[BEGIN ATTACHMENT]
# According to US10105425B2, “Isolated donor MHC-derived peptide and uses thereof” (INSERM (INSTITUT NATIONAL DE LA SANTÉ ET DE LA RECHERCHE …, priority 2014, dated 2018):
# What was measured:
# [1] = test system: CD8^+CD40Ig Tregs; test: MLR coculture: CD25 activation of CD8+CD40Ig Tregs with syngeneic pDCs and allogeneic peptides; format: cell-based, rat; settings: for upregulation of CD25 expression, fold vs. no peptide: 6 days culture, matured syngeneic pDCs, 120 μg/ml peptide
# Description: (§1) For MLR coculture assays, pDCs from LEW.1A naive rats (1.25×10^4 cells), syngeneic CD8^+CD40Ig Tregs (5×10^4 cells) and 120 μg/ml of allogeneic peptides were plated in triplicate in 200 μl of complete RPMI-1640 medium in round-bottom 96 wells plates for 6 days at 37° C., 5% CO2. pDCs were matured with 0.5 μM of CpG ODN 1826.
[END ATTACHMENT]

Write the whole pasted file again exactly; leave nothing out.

# According to US10105425B2, “Isolated donor MHC-derived peptide and uses thereof” (INSERM (INSTITUT NATIONAL DE LA SANTÉ ET DE LA RECHERCHE …, priority 2014, dated 2018):
# What was measured:
# [1] = test system: CD8^+CD40Ig Tregs; test: MLR coculture: CD25 activation of CD8+CD40Ig Tregs with syngeneic pDCs and allogeneic peptides; format: cell-based, rat; settings: for upregulation of CD25 expression, fold vs. no peptide: 6 days culture, matured syngeneic pDCs, 120 μg/ml peptide
# Description: (§1) For MLR coculture assays, pDCs from LEW.1A naive rats (1.25×10^4 cells), syngeneic CD8^+CD40Ig Tregs (5×10^4 cells) and 120 μg/ml of allogeneic peptides were plated in triplicate in 200 μl of complete RPMI-1640 medium in round-bottom 96 wells plates for 6 days at 37° C., 5% CO2. pDCs were matured with 0.5 μM of CpG ODN 1826.